The San Benito High School Board of Trustees gathered August 2 to continue discussion and approve a potential $60 million bond measure that, if approved by voters in November, would fund further construction, modernization and update disability accessibility requirements. Based on the corrections given to the board at the July 26 meeting, Janet Muller of Dannis Woliver Kelley, along with Erica Gonzalez of Stifel, presented the board with a corrected version of the bond resolution.
Trustee Evelyn Muro opened the discussion by saying she still had concerns about the wording of the proposed aquatic facility in the resolution. “I think we should have an open discussion on this because on the first bond it was very clear to me that the public was not going to support athletic facilities,” she said. “Correct me if I’m wrong, but the survey we did the second time for this bond I thought showed that that was one of the last things that people were going to support."
Muro also expressed some concern about the new campus tennis courts and the lack of a use agreement between the school and the city of Hollister to make them accessible to the public. “When we did the walk-through the other day it made me really sad to see those tennis courts sitting there and not being used by our whole community,” she said.
Funded by Measure G, the tennis courts and a new parking lot located at the southwest portion of campus were approved by the board in August 2015. The board hoped the district would be able to partner with the city to have the tennis courts open to public year-round.
Board President Ray Rodriguez suggested approaching the city about using a proposed new pool as a community pool. “We might have to tell the city and the county ‘Hey it’s up to you guys',” he said.
Trustee Juan Robledo said of the pools, “I think of them as P.E. equipment more so than I do athletic equipment. A certain group is going to end up drowning more often than the other group because you need to try to teach them how to swim.”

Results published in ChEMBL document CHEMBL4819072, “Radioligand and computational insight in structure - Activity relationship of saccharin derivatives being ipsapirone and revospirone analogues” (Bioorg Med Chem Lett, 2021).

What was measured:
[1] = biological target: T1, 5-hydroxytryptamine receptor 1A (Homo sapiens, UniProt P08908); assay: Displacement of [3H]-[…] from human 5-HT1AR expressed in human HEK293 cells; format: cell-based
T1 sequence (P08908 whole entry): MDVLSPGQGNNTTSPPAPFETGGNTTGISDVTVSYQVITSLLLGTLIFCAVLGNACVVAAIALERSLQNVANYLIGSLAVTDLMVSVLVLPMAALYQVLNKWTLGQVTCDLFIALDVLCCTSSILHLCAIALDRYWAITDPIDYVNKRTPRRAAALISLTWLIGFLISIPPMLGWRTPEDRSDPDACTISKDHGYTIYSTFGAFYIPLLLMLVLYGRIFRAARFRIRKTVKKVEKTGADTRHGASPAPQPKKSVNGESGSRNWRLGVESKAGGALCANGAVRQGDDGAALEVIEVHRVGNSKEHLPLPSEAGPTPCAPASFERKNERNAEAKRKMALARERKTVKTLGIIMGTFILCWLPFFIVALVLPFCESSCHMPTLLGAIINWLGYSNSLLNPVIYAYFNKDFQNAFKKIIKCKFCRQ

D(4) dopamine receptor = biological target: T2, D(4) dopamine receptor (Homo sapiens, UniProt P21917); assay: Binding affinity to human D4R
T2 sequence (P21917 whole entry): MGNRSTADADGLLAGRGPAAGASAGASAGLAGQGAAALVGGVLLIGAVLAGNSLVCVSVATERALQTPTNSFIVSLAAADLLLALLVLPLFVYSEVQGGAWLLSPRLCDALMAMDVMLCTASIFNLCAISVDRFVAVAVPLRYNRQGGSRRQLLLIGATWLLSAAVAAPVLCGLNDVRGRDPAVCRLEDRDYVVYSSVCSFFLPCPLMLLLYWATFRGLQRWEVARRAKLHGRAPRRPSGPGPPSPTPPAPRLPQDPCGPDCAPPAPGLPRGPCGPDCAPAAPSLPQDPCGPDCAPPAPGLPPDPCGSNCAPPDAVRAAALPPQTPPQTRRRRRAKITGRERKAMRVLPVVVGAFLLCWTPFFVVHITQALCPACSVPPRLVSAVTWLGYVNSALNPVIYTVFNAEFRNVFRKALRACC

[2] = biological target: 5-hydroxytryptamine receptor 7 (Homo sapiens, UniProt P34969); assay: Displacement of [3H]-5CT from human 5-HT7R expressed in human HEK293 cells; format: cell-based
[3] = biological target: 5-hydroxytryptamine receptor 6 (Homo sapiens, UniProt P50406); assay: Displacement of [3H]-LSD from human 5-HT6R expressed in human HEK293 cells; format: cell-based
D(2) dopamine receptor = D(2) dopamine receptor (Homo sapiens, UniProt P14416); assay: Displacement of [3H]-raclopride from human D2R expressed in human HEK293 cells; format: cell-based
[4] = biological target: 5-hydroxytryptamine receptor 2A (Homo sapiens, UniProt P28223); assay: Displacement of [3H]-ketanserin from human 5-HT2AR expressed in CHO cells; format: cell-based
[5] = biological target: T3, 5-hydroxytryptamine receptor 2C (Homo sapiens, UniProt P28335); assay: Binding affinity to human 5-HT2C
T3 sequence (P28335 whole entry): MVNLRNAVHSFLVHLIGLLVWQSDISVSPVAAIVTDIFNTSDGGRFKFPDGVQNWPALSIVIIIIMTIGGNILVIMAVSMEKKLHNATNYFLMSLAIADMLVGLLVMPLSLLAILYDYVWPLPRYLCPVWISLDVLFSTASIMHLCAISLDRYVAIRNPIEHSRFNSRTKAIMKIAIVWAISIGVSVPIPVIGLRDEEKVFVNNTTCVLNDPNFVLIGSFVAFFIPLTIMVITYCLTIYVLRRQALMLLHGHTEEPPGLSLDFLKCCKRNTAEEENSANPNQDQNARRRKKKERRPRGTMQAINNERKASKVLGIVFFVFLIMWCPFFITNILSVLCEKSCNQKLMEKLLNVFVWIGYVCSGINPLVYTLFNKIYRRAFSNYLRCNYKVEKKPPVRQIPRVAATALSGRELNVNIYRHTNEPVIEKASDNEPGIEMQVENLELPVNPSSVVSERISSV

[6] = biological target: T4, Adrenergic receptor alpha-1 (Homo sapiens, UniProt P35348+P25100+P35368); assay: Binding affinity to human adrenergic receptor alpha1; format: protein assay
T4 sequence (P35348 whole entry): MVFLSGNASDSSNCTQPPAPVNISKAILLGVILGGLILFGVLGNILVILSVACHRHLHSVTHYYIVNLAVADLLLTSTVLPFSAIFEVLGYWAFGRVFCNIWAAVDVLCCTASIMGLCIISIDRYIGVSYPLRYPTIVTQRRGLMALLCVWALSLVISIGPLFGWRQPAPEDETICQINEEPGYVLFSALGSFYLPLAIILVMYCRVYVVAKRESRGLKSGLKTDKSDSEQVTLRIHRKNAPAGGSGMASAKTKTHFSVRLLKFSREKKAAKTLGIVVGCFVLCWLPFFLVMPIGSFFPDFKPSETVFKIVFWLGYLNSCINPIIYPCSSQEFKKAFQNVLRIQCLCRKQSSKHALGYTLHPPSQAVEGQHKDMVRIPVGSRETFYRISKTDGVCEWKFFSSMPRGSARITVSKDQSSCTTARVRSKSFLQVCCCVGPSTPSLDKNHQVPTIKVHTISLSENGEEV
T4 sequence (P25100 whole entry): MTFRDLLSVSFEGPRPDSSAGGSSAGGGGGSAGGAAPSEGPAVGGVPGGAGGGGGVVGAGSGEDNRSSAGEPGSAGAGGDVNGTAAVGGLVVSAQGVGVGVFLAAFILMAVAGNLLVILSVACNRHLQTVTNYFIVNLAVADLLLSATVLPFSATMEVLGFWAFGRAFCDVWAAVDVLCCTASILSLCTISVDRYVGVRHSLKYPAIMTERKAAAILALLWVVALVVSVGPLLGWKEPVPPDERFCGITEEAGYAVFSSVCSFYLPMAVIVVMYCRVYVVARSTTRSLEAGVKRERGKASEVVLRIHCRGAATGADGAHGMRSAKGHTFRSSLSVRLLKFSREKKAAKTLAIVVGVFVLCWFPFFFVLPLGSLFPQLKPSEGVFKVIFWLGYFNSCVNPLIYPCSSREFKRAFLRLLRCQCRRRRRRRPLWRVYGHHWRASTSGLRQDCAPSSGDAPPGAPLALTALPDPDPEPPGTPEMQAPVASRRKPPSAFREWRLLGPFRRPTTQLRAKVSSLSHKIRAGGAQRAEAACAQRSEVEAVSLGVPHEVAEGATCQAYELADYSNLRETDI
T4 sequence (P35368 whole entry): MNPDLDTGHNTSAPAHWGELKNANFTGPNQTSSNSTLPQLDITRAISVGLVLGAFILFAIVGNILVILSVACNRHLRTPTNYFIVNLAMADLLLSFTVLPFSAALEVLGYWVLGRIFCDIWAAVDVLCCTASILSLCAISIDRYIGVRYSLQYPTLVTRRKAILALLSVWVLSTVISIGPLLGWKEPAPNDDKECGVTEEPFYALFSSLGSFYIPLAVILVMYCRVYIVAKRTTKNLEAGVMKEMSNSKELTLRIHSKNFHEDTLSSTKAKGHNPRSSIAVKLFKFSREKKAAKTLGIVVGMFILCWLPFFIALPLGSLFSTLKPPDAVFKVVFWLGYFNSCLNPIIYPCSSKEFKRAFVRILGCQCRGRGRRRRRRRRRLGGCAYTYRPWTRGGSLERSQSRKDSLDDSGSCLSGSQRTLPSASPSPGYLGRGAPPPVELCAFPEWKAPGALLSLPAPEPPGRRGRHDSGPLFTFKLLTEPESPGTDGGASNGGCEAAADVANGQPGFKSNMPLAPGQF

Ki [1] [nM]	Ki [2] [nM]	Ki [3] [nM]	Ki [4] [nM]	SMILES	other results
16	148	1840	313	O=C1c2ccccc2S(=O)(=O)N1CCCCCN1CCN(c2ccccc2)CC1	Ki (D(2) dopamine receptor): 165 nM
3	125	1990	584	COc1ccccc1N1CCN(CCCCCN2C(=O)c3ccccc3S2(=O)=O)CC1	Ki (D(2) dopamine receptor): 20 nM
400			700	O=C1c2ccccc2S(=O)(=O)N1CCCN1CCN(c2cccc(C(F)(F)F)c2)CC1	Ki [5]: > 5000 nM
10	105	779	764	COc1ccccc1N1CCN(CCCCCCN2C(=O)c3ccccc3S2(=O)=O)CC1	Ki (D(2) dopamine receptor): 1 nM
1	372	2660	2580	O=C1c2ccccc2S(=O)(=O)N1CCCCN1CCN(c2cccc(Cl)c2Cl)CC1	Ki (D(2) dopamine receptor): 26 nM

Robledo added that he agreed with Rodriguez’s idea of approaching the city regarding partnerships and added, “If we get commitment from the county and the city, then we make it an aquatic center; if not, it becomes a swimming pool that we can actually use because right now the two that we have we’re trying to get them up to speed and we’re putting in money that we might be wasting.”
"50 percent of our students come from a poverty rate set by the state and usually those students do not have access to a swimming pool, swimming lessons and then therefore do not learn a life skill," said District Superintendent John Perales. "So It’s almost like a piece of equipment building a life skill."
“P.E. is one of the few subjects that is mandated by the state," Rodriguez said in agreement with Perales. "How many kids go through P.E. in a day at this school? In two days probably 1,400 (or) 1,500. It’s a classroom. Those students use the P.E. facilities for a grade. I think we need to focus that these are part of the education system."
According to the California Department of Education, the state requires students to take a mandatory two courses of physical education in order to graduate from high school.
During public comment, Hollister resident Monica Rodriguez — the wife of Board President Ray Rodriguez — said the board needed to make its message clear, citing her experience as a volunteer on the last bond in which she said people where confused on the answers the board was giving the voters regarding how bond money would be spent.
Hollister resident Gabby Simmons, said she was also confused about the board's message, saying, “After hearing tonight what you guys have to say, it seems like you're all over the place. I’m kind of wondering if you’re really ready this year to put this on the November ballot because listening right now it doesn't sound like you're on the same page. It doesn't sound like you have identified what's most important and where your deficiencies are."
Hollister for Aquatics founder, John Corrigan said, “The students of this community deserve a great place to go to school and you guys are well on your way, so I encourage you to have the courage to go after the bond. You hear it from me all the time, but when 60 percent of your incoming freshman class doesn't know how to swim and our idea of meeting the Ed Code is for them to stand there and pretend like they're swimming, that's wrong and we need to fix that.”
The board unanimously approved the bond resolution, giving the community the chance to have its say in the November election.
The next board meeting will take place on Wednesday, Aug. 17.